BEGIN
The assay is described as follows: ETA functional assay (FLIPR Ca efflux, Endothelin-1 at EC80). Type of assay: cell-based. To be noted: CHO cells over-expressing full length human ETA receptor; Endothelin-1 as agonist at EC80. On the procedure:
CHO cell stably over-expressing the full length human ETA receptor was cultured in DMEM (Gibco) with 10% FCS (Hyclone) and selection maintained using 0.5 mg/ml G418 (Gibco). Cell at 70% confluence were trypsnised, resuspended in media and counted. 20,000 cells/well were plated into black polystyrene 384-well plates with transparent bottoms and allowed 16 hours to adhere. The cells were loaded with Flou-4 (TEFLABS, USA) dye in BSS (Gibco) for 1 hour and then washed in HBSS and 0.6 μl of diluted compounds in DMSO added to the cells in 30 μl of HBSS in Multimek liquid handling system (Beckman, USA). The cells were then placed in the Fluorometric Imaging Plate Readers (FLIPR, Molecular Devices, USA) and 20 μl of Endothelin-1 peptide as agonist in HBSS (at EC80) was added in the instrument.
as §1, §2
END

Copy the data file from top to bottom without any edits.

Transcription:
The assay is described as follows: ETA functional assay (FLIPR Ca efflux, Endothelin-1 at EC80). Type of assay: cell-based. To be noted: CHO cells over-expressing full length human ETA receptor; Endothelin-1 as agonist at EC80. On the procedure:
CHO cell stably over-expressing the full length human ETA receptor was cultured in DMEM (Gibco) with 10% FCS (Hyclone) and selection maintained using 0.5 mg/ml G418 (Gibco). Cell at 70% confluence were trypsnised, resuspended in media and counted. 20,000 cells/well were plated into black polystyrene 384-well plates with transparent bottoms and allowed 16 hours to adhere. The cells were loaded with Flou-4 (TEFLABS, USA) dye in BSS (Gibco) for 1 hour and then washed in HBSS and 0.6 μl of diluted compounds in DMSO added to the cells in 30 μl of HBSS in Multimek liquid handling system (Beckman, USA). The cells were then placed in the Fluorometric Imaging Plate Readers (FLIPR, Molecular Devices, USA) and 20 μl of Endothelin-1 peptide as agonist in HBSS (at EC80) was added in the instrument.
as §1, §2